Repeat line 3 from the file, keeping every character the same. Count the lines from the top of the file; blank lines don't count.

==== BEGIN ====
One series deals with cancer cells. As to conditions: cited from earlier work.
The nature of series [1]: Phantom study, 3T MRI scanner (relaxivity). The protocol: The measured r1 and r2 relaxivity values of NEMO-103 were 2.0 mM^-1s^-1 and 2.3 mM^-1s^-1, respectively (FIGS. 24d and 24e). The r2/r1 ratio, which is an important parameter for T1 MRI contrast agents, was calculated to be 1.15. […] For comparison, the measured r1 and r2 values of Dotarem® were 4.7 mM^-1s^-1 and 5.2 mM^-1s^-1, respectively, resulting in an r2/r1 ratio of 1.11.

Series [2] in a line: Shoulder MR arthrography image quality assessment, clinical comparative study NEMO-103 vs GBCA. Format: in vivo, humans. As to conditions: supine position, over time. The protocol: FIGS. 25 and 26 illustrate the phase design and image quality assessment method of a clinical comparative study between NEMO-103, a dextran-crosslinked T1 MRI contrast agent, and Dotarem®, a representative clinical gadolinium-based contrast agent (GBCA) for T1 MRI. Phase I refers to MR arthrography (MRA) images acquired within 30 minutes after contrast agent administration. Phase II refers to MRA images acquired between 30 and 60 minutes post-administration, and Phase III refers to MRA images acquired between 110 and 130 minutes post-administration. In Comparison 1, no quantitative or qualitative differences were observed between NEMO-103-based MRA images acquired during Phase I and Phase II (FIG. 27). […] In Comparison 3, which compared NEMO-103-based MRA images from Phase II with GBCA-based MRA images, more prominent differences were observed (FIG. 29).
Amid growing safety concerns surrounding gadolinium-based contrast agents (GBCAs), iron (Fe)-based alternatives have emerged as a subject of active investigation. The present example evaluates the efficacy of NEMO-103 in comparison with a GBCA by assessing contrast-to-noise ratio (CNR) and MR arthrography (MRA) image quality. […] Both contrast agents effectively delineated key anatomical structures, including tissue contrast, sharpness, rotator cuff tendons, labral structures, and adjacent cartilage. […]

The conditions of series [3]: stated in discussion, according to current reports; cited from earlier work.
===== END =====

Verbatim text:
Series [2] in a line: Shoulder MR arthrography image quality assessment, clinical comparative study NEMO-103 vs GBCA. Format: in vivo, humans. As to conditions: supine position, over time. The protocol: FIGS. 25 and 26 illustrate the phase design and image quality assessment method of a clinical comparative study between NEMO-103, a dextran-crosslinked T1 MRI contrast agent, and Dotarem®, a representative clinical gadolinium-based contrast agent (GBCA) for T1 MRI. Phase I refers to MR arthrography (MRA) images acquired within 30 minutes after contrast agent administration. Phase II refers to MRA images acquired between 30 and 60 minutes post-administration, and Phase III refers to MRA images acquired between 110 and 130 minutes post-administration. In Comparison 1, no quantitative or qualitative differences were observed between NEMO-103-based MRA images acquired during Phase I and Phase II (FIG. 27). […] In Comparison 3, which compared NEMO-103-based MRA images from Phase II with GBCA-based MRA images, more prominent differences were observed (FIG. 29).